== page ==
LCHF diets and performance in elite athletes

The topic of low carbohydrate high fat diets (LCHF) or ketogenic diets for athletes is still hotly debated. I posted some thoughts in a blog recently but a few days a paper was published in the esteemed Journal of Physiology that studies the effects of different diets on metabolism and performance in elite athletes and one of these diets was a LCHF diet. The study was performed at the Australian Institute of Sport in the lead up to the 2016 athletics season which included qualifiers for the Rio 2016 Olympics. They called it project supernova. In this study they used very well trained athletes (21 race walkers) who were following a structured training program in 3 week blocks. The athletes we

A gut feeling about probiotics

Probiotics are food supplements that contain live microorganisms which when administered in adequate amounts can confer benefits to the health and functioning of the digestive system, as well as modulation of immune function. In the general population, studies have shown that probiotic intake can improve rates of recovery from diarrhoea, increase resistance to gut and respiratory infections, promote anti-tumour activity and alleviate some allergic and respiratory disorders (1). Several studies in athletes also indicate that some strains of probiotic – lactobacillus and bifidobacterium species in particular – can be effective in reducing the incidence of the common cold (5). The evidence for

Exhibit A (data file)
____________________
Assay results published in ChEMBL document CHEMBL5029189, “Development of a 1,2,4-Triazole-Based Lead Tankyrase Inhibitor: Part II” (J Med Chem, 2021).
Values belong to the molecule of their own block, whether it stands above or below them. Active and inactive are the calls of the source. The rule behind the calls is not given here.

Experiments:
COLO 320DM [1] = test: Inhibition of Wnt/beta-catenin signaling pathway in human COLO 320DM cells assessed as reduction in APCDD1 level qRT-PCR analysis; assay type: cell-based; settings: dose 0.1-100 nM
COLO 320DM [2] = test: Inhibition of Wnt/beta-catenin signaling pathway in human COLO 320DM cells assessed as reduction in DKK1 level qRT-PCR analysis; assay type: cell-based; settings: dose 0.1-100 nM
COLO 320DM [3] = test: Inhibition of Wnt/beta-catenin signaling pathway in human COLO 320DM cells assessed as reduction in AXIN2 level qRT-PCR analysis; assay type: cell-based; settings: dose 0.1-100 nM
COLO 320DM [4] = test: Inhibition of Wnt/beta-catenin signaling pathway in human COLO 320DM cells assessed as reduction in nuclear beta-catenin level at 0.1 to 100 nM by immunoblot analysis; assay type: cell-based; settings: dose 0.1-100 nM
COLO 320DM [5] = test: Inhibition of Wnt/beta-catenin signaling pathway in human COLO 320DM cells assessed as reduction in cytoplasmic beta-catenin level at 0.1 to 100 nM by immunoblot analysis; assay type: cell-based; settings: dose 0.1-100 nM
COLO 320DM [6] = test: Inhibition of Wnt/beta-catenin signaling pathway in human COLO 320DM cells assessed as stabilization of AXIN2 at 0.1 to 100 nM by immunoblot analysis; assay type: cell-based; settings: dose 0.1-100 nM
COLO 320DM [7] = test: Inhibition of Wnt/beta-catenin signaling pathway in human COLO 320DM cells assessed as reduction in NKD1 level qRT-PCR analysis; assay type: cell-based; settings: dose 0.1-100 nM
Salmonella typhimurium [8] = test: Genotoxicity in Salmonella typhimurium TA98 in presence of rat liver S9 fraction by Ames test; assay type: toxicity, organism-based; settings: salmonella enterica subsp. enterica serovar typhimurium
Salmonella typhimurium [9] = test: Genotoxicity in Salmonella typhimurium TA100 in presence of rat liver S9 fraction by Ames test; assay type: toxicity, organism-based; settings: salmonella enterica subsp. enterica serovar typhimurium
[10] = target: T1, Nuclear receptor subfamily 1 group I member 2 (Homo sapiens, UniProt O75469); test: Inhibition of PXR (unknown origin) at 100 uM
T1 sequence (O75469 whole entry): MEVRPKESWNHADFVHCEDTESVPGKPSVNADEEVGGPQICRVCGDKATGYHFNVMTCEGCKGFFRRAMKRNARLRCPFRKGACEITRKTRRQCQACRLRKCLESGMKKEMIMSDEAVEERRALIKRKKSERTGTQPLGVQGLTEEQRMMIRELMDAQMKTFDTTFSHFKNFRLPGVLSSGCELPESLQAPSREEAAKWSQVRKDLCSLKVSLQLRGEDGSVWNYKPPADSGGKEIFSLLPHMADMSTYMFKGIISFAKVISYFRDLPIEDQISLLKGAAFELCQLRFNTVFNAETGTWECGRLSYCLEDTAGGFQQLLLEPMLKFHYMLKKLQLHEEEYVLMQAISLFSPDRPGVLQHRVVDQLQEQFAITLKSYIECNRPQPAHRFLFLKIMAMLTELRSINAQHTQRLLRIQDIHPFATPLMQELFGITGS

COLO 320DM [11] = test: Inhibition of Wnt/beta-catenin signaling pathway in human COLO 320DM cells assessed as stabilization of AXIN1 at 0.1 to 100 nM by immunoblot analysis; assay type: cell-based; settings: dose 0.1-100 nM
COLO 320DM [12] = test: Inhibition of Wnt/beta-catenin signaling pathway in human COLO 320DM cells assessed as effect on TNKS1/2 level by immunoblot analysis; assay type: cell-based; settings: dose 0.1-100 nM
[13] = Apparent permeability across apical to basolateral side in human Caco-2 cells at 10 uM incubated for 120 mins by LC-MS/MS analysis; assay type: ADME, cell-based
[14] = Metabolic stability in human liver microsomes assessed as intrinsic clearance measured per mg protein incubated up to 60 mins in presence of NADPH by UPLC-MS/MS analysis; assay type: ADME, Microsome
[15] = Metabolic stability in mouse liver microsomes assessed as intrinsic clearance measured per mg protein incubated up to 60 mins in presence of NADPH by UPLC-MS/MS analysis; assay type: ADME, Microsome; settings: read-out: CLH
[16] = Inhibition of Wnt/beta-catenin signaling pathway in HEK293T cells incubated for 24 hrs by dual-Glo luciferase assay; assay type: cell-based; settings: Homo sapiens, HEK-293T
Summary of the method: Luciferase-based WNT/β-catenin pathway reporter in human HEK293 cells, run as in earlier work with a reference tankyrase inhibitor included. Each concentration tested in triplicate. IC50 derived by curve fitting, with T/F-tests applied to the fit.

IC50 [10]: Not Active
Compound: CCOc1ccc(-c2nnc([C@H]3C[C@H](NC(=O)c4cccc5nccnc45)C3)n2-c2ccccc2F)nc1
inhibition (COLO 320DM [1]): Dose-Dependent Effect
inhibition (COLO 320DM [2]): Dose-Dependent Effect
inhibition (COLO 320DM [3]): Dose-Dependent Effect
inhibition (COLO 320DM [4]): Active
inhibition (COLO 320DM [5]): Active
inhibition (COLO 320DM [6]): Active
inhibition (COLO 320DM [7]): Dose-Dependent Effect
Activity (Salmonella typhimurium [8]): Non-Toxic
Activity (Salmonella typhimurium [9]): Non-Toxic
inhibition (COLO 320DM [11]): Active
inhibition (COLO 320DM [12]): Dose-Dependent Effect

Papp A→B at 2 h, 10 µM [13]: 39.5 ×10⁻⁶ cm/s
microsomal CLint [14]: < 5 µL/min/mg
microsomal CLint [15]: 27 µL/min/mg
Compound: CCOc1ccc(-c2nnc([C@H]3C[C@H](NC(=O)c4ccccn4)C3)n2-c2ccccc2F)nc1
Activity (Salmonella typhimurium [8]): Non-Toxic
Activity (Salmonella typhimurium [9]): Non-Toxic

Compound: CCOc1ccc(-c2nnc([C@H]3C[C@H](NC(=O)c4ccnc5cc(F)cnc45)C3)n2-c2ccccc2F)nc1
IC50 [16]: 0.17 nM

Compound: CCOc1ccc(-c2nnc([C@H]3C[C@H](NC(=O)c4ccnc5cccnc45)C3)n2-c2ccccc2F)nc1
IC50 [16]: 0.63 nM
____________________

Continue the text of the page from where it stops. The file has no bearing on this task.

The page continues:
Milk versus milk like beverages

I grew up in Holland, a country where children drink a lot of milk. The milk came from a cow and other types of milk were rare. Nowadays there are many different types of “milk” on the market; all with health claims and some even with performance claims. When traveling with professional athletes I often see the old fashioned cow milk is replaced by “fancy” new versions of milk like almond milk, soy milk and coconut milk. When I ask athletes “why?”, they tell me it is “better” or “healthier”. But exactly what does that mean and what is the evidence for that? First, it is important to realize that most of these drinks aren’t actually “milk”, even though they may look a bit like milk. They can

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